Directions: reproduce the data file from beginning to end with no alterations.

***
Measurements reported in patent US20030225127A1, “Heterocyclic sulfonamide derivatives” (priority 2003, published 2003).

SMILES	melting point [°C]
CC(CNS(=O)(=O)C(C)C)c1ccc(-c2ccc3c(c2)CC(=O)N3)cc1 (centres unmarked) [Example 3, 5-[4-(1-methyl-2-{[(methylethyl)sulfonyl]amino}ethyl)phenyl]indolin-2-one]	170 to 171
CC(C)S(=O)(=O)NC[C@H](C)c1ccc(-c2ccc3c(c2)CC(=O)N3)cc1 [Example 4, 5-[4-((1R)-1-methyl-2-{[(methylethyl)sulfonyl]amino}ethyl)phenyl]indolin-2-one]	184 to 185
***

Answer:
Measurements reported in patent US20030225127A1, “Heterocyclic sulfonamide derivatives” (priority 2003, published 2003).

SMILES	melting point [°C]
CC(CNS(=O)(=O)C(C)C)c1ccc(-c2ccc3c(c2)CC(=O)N3)cc1 (centres unmarked) [Example 3, 5-[4-(1-methyl-2-{[(methylethyl)sulfonyl]amino}ethyl)phenyl]indolin-2-one]	170 to 171
CC(C)S(=O)(=O)NC[C@H](C)c1ccc(-c2ccc3c(c2)CC(=O)N3)cc1 [Example 4, 5-[4-((1R)-1-methyl-2-{[(methylethyl)sulfonyl]amino}ethyl)phenyl]indolin-2-one]	184 to 185